Professionals use a specially designed lead and probes kit for best results with high frequency signals and when testing high resistance circuits, but this is not essential for simpler work at audio frequencies (up to 20kHz).

An oscilloscope is connected like a voltmeter but you must be aware that the screen (black) connection of the input lead is connected to mains earth at the oscilloscope. This means it must be connected to earth or 0V on the circuit being tested.

Oscilloscope probe

Oscilloscope lead and probes kit
Photograph © Rapid Electronics

Obtaining a clear and stable trace

Oscilloscope trace of AC

If you are using an oscilloscope for the first time it is best to start with an easy signal such as the output from an AC power pack set to about 4V. The picture shows the trace you should see after setting the controls correctly.

After connecting the oscilloscope to the circuit you wish to test you will need to set the controls to obtain a clear and stable trace on the screen:

Further information on the controls: Timebase | Y amplifier | AC/GND/DC

Measuring voltage and time period

The trace on an oscilloscope screen is a graph of voltage against time. The shape of this graph is determined by the nature of the input signal.

In addition to the properties labelled on the graph, there is frequency which is the number of cycles per second.

The diagram shows a sine wave but the properties apply to any signal with a constantly repeating shape.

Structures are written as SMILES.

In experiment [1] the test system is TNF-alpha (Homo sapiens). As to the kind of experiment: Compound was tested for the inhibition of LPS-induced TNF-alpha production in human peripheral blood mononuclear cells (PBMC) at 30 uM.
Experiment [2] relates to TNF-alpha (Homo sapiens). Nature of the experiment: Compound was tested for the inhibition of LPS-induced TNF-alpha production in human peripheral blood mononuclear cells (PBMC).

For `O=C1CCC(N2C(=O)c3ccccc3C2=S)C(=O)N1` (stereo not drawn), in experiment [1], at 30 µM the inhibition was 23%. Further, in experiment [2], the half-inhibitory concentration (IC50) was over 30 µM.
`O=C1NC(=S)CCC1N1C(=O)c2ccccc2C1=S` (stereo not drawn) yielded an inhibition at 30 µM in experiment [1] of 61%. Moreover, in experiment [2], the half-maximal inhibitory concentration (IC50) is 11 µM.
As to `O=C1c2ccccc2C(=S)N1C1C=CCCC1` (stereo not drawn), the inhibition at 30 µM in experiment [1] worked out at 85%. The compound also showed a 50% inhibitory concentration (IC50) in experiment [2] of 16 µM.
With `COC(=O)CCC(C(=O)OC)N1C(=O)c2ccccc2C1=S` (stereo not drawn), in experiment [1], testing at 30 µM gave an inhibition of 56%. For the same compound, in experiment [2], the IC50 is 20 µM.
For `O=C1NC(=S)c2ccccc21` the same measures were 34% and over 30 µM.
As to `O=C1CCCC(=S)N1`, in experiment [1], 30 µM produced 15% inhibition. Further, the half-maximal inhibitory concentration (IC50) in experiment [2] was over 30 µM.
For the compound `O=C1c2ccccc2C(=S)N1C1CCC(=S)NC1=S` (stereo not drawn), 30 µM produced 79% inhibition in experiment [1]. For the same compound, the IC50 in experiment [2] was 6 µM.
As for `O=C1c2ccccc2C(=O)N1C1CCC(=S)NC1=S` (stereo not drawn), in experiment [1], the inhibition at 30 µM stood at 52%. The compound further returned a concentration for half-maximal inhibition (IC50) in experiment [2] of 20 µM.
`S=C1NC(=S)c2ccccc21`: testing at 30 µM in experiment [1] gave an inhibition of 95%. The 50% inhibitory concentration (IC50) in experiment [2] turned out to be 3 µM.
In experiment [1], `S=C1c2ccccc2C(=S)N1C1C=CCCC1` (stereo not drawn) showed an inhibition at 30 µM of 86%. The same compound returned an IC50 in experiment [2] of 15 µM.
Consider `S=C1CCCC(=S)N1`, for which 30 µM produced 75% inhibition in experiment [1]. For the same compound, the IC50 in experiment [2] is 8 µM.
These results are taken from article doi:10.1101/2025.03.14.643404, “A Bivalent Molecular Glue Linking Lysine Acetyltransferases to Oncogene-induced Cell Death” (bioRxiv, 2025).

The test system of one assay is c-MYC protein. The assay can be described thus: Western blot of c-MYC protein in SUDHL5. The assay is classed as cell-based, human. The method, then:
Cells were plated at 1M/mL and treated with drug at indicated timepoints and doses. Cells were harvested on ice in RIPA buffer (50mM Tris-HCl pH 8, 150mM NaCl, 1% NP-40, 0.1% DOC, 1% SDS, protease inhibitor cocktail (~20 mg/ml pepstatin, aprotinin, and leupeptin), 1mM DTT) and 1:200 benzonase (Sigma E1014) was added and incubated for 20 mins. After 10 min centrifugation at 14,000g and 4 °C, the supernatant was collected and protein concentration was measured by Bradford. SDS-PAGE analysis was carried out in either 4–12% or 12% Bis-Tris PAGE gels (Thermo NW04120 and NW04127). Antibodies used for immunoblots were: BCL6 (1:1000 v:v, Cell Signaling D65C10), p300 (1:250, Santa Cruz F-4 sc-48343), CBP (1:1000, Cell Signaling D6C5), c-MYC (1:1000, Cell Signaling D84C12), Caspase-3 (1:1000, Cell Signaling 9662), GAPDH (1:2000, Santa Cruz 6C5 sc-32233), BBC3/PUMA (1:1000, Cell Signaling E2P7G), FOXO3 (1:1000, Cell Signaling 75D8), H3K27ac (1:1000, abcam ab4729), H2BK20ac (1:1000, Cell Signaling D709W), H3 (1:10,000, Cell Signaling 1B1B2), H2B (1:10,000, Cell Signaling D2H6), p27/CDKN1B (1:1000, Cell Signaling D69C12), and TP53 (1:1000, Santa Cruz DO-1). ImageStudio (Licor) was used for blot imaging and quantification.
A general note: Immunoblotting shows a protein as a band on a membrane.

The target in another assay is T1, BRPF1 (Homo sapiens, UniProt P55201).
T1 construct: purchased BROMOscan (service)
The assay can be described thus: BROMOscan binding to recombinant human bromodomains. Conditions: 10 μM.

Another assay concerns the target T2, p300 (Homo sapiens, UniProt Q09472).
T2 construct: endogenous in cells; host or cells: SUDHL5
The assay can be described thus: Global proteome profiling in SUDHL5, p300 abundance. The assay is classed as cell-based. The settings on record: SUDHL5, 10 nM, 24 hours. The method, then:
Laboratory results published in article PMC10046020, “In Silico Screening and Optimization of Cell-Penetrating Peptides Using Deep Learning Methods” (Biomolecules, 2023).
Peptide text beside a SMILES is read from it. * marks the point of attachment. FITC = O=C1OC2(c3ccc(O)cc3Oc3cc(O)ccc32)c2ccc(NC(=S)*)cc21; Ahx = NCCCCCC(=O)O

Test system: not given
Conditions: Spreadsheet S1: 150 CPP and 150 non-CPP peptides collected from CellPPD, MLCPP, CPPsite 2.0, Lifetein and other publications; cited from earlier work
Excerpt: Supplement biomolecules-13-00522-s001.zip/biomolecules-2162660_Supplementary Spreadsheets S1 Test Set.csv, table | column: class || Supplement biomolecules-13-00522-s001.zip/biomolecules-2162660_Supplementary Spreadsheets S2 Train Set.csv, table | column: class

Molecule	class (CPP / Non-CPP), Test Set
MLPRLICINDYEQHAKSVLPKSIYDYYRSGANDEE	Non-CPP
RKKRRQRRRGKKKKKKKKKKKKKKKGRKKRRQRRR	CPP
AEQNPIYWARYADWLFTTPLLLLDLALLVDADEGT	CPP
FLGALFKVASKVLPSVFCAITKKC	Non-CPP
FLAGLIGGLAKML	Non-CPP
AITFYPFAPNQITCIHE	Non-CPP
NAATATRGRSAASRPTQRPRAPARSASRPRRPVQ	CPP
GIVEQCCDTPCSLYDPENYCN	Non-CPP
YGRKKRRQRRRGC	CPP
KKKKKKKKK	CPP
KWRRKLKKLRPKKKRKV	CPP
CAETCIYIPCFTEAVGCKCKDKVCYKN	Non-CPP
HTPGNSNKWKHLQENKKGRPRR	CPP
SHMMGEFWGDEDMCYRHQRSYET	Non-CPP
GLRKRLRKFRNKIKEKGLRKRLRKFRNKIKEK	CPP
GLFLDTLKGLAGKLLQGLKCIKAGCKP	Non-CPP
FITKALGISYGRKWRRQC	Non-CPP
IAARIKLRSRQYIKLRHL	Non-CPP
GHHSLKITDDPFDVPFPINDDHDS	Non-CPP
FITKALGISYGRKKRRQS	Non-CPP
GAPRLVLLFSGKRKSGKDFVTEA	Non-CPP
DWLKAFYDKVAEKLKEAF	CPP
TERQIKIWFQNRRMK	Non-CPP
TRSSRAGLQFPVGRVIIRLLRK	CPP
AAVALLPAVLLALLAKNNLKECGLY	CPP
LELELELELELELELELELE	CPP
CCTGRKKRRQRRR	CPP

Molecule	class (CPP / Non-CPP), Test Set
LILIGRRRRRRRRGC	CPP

Wave properties

Frequency and time period

Frequency and time period are the inverse of each other:

frequency  =           1        
time period


time period  =           1        
Oscilloscope trace of AC

The picture shows the trace of an AC signal on an oscilloscope with the controls on these settings:

Some low cost oscilloscopes have small screens where the grid lines are less than 1cm apart. On these instruments the controls will be marked '/div' (per division) instead of '/cm'.


Voltage is shown on the vertical y-axis and the scale is determined by the Y AMPLIFIER (VOLTS/CM) control. Usually peak-peak voltage is measured because it can be read correctly even if the position of 0V is not known. The amplitude is half the peak-peak voltage.

Voltage = distance in cm × volts/cm

For the example trace shown above:

peak-peak voltage = 4.2cm × 2V/cm = 8.4V
amplitude (peak voltage) = ½ × peak-peak voltage = 4.2V

Reading amplitude directly

If you wish to read the amplitude directly from the screen you must first check the position of 0V (normally halfway up the screen). Move the AC/GND/DC switch to GND (0V) and use Y-SHIFT (up/down) to adjust the position of the trace if necessary. Switch back to DC afterwards so you can see the signal again.

Time period

Time is shown on the horizontal x-axis and the scale is determined by the TIMEBASE (TIME/CM) control. The time period (often just called period) is the time for one cycle of the signal. The frequency is the number of cyles per second, frequency = 1/time period.

Ensure that the variable timebase control is set to 1 or CAL (calibrated) before attempting to take a time reading.

Time = distance in cm × time/cm

For the example trace shown above:

time period = 4.0cm × 5ms/cm = 20ms
frequency = 1/time period = 1/20ms = 50Hz

Timebase (time/cm) and trigger controls

Oscilloscope, slow timebase